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Good evening, here are the coronavirus updates you need to know tonight.

Top headlines:

  1. Health Canada has approved Pfizer’s coronavirus vaccine.
  2. Britain says people with history of significant allergic reactions should avoid thePfizer vaccine
  3. Claims the province was slow to bring in tighter COVID-19 rules is “Alberta bashing:” Kenney

In Canada, there have been at least 435,330 cases reported. In the last week 45,554 new cases were announced, 8% more than the previous week. There have also been at least 350,010 recoveries and 12,983 deaths. Health officials have administered more than 13,894,770 tests.

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New deaths in Canada, Dec. 9

The Globe and Mail

Worldwide, there have been at least 68,225,587 cases confirmed and 1,556,834 deaths reported.

Sources: Canada data is compiled from government websites, Johns Hopkins and COVID-19 Canada Open Data Working Group; international data is from Johns Hopkins University.


Coronavirus explainers: Coronavirus in maps and charts Lockdown rules and reopening Mask-wearing rules Back to school guide Essential resources


Photo of the day

A person walks past the Pfizer headquarters building in Manhattan on Wednesday.

CARLO ALLEGRI/Reuters


Coronavirus in Canada


In Ottawa, Health Canada announced it approved a COVID-19 vaccine produced by Pfizer and BioNTech, with rollout set to begin next week.

  • Health studies have found the vaccine, which requires two doses three weeks apart to be effective, to be safe.
  • Canada is just the third country – after Bahrain and Britain – to approve a fully tested coronavirus shot.
  • The first doses of the vaccine are set to be administered beginning next week, with hospital and nursing home staff at the front of the line.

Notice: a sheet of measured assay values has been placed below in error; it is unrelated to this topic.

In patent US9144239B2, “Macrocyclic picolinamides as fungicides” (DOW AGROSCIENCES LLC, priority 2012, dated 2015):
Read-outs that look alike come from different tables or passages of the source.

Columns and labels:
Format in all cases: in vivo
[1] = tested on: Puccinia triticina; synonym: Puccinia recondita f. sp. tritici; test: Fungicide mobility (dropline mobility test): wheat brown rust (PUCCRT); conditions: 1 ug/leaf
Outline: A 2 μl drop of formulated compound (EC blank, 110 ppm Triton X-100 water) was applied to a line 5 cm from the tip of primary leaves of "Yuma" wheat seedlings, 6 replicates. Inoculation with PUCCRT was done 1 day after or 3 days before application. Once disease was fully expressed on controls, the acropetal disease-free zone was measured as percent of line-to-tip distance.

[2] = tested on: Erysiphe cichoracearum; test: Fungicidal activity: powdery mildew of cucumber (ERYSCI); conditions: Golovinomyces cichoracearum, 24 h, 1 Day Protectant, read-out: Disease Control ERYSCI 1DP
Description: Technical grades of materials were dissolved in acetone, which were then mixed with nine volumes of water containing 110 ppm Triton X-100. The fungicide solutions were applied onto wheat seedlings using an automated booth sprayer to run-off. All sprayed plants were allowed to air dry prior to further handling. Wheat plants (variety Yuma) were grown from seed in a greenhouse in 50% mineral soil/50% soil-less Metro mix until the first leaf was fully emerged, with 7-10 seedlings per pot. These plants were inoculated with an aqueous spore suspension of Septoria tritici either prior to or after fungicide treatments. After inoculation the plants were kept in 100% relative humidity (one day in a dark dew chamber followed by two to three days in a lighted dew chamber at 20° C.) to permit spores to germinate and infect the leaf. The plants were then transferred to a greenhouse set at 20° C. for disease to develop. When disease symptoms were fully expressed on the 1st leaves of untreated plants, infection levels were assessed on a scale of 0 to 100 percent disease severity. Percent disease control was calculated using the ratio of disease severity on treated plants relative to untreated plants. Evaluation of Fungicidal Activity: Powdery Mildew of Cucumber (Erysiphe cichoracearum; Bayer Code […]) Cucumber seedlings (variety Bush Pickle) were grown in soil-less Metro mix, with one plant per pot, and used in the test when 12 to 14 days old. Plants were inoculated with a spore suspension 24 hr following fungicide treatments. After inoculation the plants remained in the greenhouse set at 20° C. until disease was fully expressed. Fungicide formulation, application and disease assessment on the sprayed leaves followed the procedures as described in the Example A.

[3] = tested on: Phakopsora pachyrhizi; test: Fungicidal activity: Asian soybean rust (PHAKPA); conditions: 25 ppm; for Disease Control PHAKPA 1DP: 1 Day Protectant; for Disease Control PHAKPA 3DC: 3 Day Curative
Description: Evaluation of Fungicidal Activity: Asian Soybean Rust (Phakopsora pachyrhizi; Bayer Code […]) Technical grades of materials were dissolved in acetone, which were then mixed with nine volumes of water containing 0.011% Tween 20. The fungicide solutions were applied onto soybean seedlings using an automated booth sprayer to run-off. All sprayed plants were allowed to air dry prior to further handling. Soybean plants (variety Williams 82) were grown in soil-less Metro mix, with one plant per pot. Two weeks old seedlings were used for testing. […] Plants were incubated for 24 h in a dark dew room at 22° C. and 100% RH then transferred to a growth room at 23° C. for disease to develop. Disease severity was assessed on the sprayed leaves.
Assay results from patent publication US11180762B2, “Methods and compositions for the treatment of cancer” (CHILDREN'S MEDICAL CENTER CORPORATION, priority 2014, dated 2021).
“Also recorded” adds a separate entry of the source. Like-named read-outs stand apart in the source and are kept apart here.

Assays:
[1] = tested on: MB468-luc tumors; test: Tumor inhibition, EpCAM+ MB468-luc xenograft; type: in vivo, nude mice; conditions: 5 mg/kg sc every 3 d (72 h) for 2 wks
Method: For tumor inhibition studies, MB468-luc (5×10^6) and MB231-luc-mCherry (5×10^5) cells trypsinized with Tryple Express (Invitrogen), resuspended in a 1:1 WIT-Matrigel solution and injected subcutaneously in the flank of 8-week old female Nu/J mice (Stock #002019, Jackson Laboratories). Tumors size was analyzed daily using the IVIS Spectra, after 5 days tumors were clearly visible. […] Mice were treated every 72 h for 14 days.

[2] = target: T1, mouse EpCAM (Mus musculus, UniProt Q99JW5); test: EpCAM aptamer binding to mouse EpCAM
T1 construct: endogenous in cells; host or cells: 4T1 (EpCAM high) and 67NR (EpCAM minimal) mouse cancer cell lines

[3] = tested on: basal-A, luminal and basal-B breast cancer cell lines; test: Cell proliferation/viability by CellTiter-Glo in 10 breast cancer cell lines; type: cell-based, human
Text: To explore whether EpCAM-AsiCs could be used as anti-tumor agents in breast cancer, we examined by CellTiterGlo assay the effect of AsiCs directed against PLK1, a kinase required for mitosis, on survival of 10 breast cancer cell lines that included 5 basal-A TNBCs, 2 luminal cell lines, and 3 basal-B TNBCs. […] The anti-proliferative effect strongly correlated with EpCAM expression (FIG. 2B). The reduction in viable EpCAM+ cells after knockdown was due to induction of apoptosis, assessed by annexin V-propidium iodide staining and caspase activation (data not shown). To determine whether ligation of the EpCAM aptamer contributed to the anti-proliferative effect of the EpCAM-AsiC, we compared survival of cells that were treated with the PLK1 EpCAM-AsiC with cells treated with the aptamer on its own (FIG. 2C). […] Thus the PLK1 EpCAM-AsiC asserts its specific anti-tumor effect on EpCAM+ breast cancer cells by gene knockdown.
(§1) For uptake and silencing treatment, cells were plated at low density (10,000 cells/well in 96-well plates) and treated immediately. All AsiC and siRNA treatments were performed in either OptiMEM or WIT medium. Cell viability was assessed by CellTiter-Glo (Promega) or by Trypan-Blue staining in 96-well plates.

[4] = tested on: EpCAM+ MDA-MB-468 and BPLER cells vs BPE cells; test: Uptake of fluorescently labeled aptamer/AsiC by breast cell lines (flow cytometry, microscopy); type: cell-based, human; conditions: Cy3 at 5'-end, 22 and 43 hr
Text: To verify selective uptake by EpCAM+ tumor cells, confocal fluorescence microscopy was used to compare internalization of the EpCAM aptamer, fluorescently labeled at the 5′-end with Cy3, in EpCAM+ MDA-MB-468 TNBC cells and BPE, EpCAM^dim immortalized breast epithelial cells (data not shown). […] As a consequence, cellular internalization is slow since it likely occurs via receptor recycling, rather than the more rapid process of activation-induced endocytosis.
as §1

• The Prime Minister previously said his objective is to have most Canadians vaccinated by September of 2021.

Also today, Pfizer reported that documents related to its vaccines had been “unlawfully accessed” in a cyberattack on Europe’s medicines regulator.

Also in Ottawa, the government unveiled the specifics of a program to allow asylum seekers who have been working in a specific list of health care related professions to apply for permanent residency starting Dec. 14.

Vaccine controversy: A Canadian biomanufacturing company says it can still produce a COVID-19 vaccine for Canada if asked, but the federal government says it has already picked the best candidates. In Question Period, the Conservative Leader asked why the Prime Minister ignored advice from his own task force to seek a made-in-Canada vaccine.

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Coronavirus around the world

  • In Britain, two National Health Service workers reported anaphylactoid reactions associated with receiving the vaccine, prompting a warning from the country’s medicine regulator for people with a history of significant allergic reactions to avoid the drug.
  • Kim Jong Un’s sister, Kim Yo Jong, lambasted South Korean Foreign Minister Kang Kyung-wha for questioning North Korea’s claim to be free from coronavirus, warning of potential consequences for the comments.

Coronavirus and business

The Bank of Canada left its key policy rate unchanged today at a record-low 0.25 per cent.

  • The central bank made its final scheduled interest rate decision of 2020, balancing the near-term economic risks from the second wave of coronavirus with the arrival of vaccines to alleviate the pandemic.
  • The bank also made no changes to its quantitative easing program, under which it has committed to buying at least $4-billion a week of Canadian government bonds.

Also today: Federal tourism marketing strategies will shift toward promoting travel within regions first, and across the country second, the government said today. Federal funding has shifted away from attracting foreign visitors to Canada for the foreseeable future, as COVID-19 suppresses travel.

And: Dollarama announces a new round of pandemic pay as it reported higher earnings and increased its dividend to shareholders.


Globe opinion


More reporting


Information centre

Sources: Canada data are compiled from government websites, Johns Hopkins University and COVID-19 Canada Open Data Working Group; international data are from Johns Hopkins.

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